Columbia University Researchers find that U.S. reservoirs and lakes could produce 325 gigawatts of power in the first evaluation of evaporation as a renewable energy source. This equates to almost 70% of what the United States generates at present.
Though still restricted to experiments in the lab, evaporation-harvested power could in principle be made on demand, day or night, overcoming the intermittency problems plaguing wind and solar. The calculations of the Researchers are outlined in the Nature Communications journal, published on September 26th.
We have the technology to harness energy from wind, water and the sun, but evaporation is just as powerful. We can now put a number on its potential.
Ozgur Sahin, the Study’s Senior Author and Biophysicist, Columbia
Evaporation is nature’s way of cycling water between air and land. Previously, Sahin has exposed how this basic process can be used to do work. The so-called Evaporation Engine, a machine developed in his lab controls humidity with a shutter that opens and closes, triggering bacterial spores to expand and contract. The spores’ contractions are transferred to a generator that produces electricity. The present research was designed to test how much power this process could theoretically generate.
One advantage of evaporation is that it can be produced only when required. Wind and solar power, by contrast, need batteries to supply power when the wind is not blowing and the sun is not shining. Besides being expensive, batteries require toxic materials to manufacture.
Evaporation comes with a natural battery. You can make it your main source of power and draw on solar and wind when they’re available.
Ahmet-Hamdi Cavusoglu, Study Lead Author and Graduate Student, Columbia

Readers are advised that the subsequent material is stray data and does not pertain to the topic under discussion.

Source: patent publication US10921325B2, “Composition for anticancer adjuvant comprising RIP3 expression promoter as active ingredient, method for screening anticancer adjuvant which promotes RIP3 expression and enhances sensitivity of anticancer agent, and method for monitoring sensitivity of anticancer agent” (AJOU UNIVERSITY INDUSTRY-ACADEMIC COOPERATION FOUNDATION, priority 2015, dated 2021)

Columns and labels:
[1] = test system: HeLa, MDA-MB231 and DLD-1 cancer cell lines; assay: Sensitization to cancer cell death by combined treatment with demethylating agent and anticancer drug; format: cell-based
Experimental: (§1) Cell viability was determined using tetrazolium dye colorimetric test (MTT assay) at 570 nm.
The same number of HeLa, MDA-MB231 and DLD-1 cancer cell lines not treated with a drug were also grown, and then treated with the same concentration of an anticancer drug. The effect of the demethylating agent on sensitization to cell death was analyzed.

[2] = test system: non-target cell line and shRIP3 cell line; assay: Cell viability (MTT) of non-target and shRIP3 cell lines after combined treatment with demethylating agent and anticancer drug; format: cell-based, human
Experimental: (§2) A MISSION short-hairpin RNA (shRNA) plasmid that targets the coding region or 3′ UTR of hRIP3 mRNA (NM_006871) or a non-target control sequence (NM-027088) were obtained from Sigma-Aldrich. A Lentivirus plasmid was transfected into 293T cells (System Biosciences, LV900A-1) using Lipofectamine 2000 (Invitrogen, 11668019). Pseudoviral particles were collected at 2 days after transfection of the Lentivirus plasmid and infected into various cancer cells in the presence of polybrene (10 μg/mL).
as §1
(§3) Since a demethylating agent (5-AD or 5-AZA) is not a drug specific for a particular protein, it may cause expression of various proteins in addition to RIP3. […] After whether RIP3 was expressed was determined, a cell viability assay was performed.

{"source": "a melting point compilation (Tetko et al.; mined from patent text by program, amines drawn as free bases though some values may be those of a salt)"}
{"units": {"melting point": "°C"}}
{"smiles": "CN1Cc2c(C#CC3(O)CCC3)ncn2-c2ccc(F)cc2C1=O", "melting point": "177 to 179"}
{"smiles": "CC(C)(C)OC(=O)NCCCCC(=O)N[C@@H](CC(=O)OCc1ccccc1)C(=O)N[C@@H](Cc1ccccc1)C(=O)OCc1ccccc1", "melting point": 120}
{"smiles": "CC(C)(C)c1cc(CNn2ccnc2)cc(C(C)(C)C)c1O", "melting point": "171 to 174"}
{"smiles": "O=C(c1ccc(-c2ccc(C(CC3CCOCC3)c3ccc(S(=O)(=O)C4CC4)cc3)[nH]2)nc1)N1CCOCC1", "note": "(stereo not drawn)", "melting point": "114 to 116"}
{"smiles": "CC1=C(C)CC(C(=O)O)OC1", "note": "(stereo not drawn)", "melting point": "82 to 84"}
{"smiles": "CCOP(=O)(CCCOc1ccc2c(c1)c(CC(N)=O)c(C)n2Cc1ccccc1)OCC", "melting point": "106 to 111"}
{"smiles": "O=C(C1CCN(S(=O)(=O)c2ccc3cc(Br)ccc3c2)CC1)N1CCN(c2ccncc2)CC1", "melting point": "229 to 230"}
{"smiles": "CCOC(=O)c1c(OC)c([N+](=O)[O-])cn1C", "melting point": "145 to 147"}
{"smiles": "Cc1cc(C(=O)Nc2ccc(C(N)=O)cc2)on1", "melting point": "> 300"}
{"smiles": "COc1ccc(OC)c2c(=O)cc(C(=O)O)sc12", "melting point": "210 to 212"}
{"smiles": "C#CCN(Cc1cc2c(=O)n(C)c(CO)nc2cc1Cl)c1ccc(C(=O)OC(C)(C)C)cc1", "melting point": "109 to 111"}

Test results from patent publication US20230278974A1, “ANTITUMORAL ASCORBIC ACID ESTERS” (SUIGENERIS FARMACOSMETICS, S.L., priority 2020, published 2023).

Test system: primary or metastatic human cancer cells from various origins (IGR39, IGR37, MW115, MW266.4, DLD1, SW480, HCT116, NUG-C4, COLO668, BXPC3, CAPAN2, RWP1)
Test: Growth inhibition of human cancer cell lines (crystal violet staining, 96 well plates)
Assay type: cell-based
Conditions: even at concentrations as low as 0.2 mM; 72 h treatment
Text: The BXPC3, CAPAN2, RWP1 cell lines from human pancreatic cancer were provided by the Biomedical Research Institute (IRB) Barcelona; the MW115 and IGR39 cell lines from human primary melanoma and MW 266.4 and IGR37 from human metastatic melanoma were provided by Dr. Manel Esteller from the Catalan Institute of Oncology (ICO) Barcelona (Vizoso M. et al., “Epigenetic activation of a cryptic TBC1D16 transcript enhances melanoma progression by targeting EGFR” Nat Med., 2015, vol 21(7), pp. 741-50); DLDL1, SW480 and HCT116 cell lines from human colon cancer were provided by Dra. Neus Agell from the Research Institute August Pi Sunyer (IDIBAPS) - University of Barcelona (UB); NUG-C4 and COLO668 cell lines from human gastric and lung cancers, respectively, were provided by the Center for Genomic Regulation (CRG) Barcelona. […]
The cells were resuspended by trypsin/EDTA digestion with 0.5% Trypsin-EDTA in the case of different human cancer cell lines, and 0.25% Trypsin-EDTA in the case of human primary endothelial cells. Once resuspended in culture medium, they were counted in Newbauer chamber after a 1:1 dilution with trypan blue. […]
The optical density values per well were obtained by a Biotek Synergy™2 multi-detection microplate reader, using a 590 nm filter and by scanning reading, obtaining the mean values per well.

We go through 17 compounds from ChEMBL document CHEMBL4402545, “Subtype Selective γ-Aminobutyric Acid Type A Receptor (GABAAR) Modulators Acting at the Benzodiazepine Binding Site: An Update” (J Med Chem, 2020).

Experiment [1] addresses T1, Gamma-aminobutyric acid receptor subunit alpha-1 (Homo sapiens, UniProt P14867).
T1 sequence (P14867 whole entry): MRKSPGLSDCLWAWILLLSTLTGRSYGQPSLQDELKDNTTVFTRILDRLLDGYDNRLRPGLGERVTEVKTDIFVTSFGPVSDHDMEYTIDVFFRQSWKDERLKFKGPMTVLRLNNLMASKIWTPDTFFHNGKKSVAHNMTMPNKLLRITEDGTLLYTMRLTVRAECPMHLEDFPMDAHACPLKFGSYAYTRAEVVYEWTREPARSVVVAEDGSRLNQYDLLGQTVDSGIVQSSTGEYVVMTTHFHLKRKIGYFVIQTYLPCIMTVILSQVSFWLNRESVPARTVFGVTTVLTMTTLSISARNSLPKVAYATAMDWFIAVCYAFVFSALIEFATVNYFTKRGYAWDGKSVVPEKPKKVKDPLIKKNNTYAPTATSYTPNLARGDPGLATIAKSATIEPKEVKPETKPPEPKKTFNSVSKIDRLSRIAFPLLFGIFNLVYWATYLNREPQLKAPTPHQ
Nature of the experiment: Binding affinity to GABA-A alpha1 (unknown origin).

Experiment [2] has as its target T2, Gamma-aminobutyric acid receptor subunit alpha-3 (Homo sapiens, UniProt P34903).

In addition, evaporation technology can save water. In the study, Researchers calculate approximately that, half of the water naturally lost from reservoirs and lakes through evaporation could be saved during the energy-harvesting process. In their model, that came to 25 trillion gallons annually, or about a fifth of the water Americans consume.
States with sunnier weather and increasing populations can best capitalize on evaporation’s capacity to reduce water waste and produce power, in part, as evaporation packs more energy in dry and warm conditions, the Researchers say. Drought-prone California, Arizona and Nevada could benefit most.
The Researchers simplified their model in a number of ways to test the potential of evaporation. They restricted their calculations to the United States, where weather station data can be easily accessed, and excluded major locations such as coastlines, rivers, farmland and the Great Lakes, to minimize errors associated with modeling more complicated interactions. They also made the assumption that technology to harvest energy from evaporation efficiently is completely developed.
Klaus Lackner, a Physicist at Arizona State University although not a part of the study, expressed support for the team’s findings. Lackner is developing artificial trees that draw carbon dioxide from the air, in part, by harnessing the power of evaporation.
Evaporation has the potential to do a lot of work,” he said. “It’s nice to see that drying and wetting cycles can also be used to collect mechanical energy.
Klaus Lackner, Physicist, Arizona State University
The Researchers are working to enhance the energy efficiency of their spore-studded materials and look forward to ultimately test their concept on a reservoir, lake, or even a greenhouse, where the technology could be employed to make power and save water at the same time.
The study is titled, “Potential for Natural Evaporation as a Reliable Renewable Energy Resource.”
Other Authors of the study include Pierre Gentine, a Hydrologist at Columbia Engineering and Columbia’s Earth Institute; and Xi Chen, a Former Columbia Postdoctoral Researcher now at City College of New York. The U.S. Department of Energy, David and Lucile Packard Foundation, National Science Foundation and Wyss Institute for Biologically Inspired Engineering funded this research.